1. At around the same age as mjs I lost my Santa virginity by dint of secretly following the Fat Man on his 15-minute break. There, in the back of the store behind some boxes, in a section sternly marked "Authorized Personnel Only," was Mr. Claus and a few elves smoking cigarettes and passing around a bottle of cheap hooch. (Actually, Santa himself was puffing on a big, wet-ended stogie.) As I recall, St. Nick was bragging about winning some money at the track and a loose woman he'd picked up in a bar the night before. At that moment I knew to my shoes this Santa character didn't exist in real life. Of course, my discovery a few days prior of where my parents had hid my presents also helped disabuse me of the Santa Sham.

    A brighter and older tot than me had earlier said, when brought before the Jolly Red God's kingly throne, "If you're really Santa Claus, what are you doing working a crummy job in a department store on Christmas eve?" To which the North Pole's most famous mythical resident replied in exasperation, "Just tell me what you want for Christmas, you little -- kid."

    These days, I know the creator of Krusty the Klown must have, as a child, visited that same store during Christmastime. The personalities and voice of my cigar-chomping Santa and the Simpsons' cartoon clown are just too perfectly matched.

  2. You got the bike that I wanted, you bastard! I hate you for that. I had to settle for this clunky old straight-up-seat thing that had fat tires, a little basket on the front and fenders. FENDERS, fer Crissake! I had to ride as fast as Forrest Gump runs to get away from the jeering...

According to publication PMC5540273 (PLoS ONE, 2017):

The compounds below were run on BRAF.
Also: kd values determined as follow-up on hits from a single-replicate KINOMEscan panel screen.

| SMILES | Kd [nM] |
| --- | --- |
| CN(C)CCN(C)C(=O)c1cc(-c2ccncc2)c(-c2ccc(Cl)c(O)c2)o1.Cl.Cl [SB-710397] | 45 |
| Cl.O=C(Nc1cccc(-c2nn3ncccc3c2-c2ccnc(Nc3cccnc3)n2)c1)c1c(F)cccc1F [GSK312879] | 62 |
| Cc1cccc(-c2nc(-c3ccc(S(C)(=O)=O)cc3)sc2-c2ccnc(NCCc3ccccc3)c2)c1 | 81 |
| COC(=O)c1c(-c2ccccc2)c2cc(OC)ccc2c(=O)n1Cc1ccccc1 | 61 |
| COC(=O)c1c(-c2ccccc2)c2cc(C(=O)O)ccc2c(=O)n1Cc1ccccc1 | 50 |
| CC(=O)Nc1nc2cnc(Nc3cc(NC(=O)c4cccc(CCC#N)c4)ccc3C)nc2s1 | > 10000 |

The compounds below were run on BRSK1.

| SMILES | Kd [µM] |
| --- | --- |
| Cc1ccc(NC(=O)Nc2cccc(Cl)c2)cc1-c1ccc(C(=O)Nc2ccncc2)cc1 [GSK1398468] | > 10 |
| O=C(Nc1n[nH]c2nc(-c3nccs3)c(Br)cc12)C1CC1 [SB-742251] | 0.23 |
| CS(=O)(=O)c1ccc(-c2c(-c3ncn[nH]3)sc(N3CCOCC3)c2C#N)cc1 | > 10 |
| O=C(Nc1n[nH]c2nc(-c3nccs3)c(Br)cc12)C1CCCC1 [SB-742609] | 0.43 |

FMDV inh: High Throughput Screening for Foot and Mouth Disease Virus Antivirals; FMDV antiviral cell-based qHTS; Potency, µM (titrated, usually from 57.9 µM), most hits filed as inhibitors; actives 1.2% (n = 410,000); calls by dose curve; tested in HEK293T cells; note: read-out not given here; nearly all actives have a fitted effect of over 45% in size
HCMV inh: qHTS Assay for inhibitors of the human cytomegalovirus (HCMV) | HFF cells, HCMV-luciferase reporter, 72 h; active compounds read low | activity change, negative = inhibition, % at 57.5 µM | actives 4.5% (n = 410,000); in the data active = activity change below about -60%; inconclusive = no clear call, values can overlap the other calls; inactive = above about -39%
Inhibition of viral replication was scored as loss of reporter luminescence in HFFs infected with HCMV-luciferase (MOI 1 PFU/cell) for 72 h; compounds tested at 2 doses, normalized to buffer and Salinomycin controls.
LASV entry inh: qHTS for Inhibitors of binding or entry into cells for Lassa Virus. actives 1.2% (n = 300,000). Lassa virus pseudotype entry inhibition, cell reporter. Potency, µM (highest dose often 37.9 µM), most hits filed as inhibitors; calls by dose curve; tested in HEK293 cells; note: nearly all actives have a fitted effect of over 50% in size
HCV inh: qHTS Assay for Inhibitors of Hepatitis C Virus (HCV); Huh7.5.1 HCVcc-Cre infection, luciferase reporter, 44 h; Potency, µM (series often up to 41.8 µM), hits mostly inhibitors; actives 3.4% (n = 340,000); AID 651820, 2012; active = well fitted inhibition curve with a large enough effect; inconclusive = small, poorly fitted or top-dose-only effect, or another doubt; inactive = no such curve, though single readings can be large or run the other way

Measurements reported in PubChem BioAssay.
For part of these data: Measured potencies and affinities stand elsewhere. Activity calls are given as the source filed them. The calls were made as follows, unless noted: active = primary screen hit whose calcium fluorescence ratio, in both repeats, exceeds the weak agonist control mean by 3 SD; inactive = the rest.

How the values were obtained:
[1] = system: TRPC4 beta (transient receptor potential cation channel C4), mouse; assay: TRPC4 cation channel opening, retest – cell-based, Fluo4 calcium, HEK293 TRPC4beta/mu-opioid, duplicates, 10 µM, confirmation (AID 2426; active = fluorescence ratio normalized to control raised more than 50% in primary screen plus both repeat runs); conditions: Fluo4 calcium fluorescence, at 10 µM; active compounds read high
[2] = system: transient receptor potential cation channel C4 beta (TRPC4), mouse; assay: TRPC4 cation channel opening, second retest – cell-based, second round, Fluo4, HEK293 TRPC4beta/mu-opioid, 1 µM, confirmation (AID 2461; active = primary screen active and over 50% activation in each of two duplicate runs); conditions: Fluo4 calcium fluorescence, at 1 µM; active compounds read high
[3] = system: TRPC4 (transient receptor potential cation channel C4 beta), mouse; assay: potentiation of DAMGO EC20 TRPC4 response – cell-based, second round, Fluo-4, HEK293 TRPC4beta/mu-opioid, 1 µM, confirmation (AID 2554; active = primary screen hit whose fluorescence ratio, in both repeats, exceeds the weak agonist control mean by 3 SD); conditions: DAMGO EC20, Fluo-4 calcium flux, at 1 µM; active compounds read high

3. Being that I was the sixth of seven children, my mother (burnout?) never took me to see a department store Santa, the moral being that if you want a child to believe you should never do the reveal! At least that was the case for me. Shadows on the wall of the cave, that sort of thing...


  4. Oh, you lot got bicycles! We settled for a set of rusty handlebars off'n a discarded tricycle and spent Xmas Day zooming around the neighborhood making noises like a badly tuned BMW Isetta and leaving skid marks with our faces, elbows and knees.

    I saw mommy hitting on Santa Claus (who looked a lot like the old man) through the crack between the pocket doors as he put together some toy or other for one of my siblings. His comment, IIRC, was, "Why do they put so many extra fucking parts in the box?", this being said after he had finished assembling something that would have looked appropriate for one of the subjects of Hieronymus Bosch's fever dreamed paintings.

    I don't believe in GOD and I don't believe in Santa, but I believe in you, and I believe in us. (HT to Michael Been of "The Call" for "I Still Believe" and "Us")

  5. MJS – thanks for this.

    The whole Santa issue is somewhat of a mixed bag for me. Our youngest, who’s 8, still believes; but for my boys, who are 13 and 11, the Santa ship sailed a few years back. That’s okay; we still maintain the artifice for my daughter’s benefit, though I have a sneaking suspicion this’ll be the last year. My general view is you ride it for as long as you can, and when it’s over it’s over.